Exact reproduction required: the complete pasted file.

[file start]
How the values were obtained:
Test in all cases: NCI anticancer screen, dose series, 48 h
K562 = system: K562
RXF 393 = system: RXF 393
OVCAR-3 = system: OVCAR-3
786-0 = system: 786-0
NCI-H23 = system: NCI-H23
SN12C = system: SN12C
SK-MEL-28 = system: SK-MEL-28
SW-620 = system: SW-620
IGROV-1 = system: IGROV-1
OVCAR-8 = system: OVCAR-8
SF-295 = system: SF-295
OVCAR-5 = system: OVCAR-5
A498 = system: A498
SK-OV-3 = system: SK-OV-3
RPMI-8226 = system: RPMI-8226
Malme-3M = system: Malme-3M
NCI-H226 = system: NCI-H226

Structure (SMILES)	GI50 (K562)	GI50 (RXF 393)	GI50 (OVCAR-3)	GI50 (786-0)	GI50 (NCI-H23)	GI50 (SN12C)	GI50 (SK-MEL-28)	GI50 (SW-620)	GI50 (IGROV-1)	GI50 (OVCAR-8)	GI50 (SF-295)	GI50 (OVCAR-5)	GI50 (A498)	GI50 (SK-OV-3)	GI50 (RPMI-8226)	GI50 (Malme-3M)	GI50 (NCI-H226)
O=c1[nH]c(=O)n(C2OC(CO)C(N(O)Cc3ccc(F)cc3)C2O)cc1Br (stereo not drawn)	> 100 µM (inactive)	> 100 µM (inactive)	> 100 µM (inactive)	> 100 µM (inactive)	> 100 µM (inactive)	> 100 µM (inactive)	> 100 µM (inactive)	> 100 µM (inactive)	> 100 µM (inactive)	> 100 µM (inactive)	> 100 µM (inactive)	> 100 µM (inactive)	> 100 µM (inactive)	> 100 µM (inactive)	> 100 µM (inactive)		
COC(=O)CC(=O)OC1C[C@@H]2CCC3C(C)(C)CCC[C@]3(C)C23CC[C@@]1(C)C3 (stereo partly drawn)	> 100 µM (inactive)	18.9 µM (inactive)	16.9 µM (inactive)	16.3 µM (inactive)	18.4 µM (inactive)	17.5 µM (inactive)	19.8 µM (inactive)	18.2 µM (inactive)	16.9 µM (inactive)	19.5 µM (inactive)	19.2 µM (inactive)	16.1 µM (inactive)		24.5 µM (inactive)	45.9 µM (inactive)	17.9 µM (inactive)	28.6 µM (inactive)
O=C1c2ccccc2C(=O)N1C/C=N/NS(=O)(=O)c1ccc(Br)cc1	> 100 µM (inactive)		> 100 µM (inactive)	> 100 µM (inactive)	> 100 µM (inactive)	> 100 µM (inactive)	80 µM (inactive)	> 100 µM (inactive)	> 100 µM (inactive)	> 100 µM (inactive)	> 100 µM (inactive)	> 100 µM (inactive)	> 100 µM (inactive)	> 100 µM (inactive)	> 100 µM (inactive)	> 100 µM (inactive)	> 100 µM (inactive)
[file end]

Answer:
How the values were obtained:
Test in all cases: NCI anticancer screen, dose series, 48 h
K562 = system: K562
RXF 393 = system: RXF 393
OVCAR-3 = system: OVCAR-3
786-0 = system: 786-0
NCI-H23 = system: NCI-H23
SN12C = system: SN12C
SK-MEL-28 = system: SK-MEL-28
SW-620 = system: SW-620
IGROV-1 = system: IGROV-1
OVCAR-8 = system: OVCAR-8
SF-295 = system: SF-295
OVCAR-5 = system: OVCAR-5
A498 = system: A498
SK-OV-3 = system: SK-OV-3
RPMI-8226 = system: RPMI-8226
Malme-3M = system: Malme-3M
NCI-H226 = system: NCI-H226

Structure (SMILES)	GI50 (K562)	GI50 (RXF 393)	GI50 (OVCAR-3)	GI50 (786-0)	GI50 (NCI-H23)	GI50 (SN12C)	GI50 (SK-MEL-28)	GI50 (SW-620)	GI50 (IGROV-1)	GI50 (OVCAR-8)	GI50 (SF-295)	GI50 (OVCAR-5)	GI50 (A498)	GI50 (SK-OV-3)	GI50 (RPMI-8226)	GI50 (Malme-3M)	GI50 (NCI-H226)
O=c1[nH]c(=O)n(C2OC(CO)C(N(O)Cc3ccc(F)cc3)C2O)cc1Br (stereo not drawn)	> 100 µM (inactive)	> 100 µM (inactive)	> 100 µM (inactive)	> 100 µM (inactive)	> 100 µM (inactive)	> 100 µM (inactive)	> 100 µM (inactive)	> 100 µM (inactive)	> 100 µM (inactive)	> 100 µM (inactive)	> 100 µM (inactive)	> 100 µM (inactive)	> 100 µM (inactive)	> 100 µM (inactive)	> 100 µM (inactive)		
COC(=O)CC(=O)OC1C[C@@H]2CCC3C(C)(C)CCC[C@]3(C)C23CC[C@@]1(C)C3 (stereo partly drawn)	> 100 µM (inactive)	18.9 µM (inactive)	16.9 µM (inactive)	16.3 µM (inactive)	18.4 µM (inactive)	17.5 µM (inactive)	19.8 µM (inactive)	18.2 µM (inactive)	16.9 µM (inactive)	19.5 µM (inactive)	19.2 µM (inactive)	16.1 µM (inactive)		24.5 µM (inactive)	45.9 µM (inactive)	17.9 µM (inactive)	28.6 µM (inactive)
O=C1c2ccccc2C(=O)N1C/C=N/NS(=O)(=O)c1ccc(Br)cc1	> 100 µM (inactive)		> 100 µM (inactive)	> 100 µM (inactive)	> 100 µM (inactive)	> 100 µM (inactive)	80 µM (inactive)	> 100 µM (inactive)	> 100 µM (inactive)	> 100 µM (inactive)	> 100 µM (inactive)	> 100 µM (inactive)	> 100 µM (inactive)	> 100 µM (inactive)	> 100 µM (inactive)	> 100 µM (inactive)	> 100 µM (inactive)